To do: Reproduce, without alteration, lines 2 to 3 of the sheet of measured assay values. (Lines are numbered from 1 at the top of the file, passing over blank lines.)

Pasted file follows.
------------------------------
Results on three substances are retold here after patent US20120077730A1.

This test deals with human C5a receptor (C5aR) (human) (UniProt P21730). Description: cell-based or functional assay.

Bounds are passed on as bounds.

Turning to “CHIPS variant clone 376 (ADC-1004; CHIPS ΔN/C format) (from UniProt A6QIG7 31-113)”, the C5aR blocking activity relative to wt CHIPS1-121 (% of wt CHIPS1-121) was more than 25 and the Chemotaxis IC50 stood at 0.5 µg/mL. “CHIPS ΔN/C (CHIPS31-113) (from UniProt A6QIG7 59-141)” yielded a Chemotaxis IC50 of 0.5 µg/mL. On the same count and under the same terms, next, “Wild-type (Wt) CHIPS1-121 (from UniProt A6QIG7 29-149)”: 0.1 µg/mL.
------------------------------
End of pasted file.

This test deals with human C5a receptor (C5aR) (human) (UniProt P21730). Description: cell-based or functional assay.

Bounds are passed on as bounds.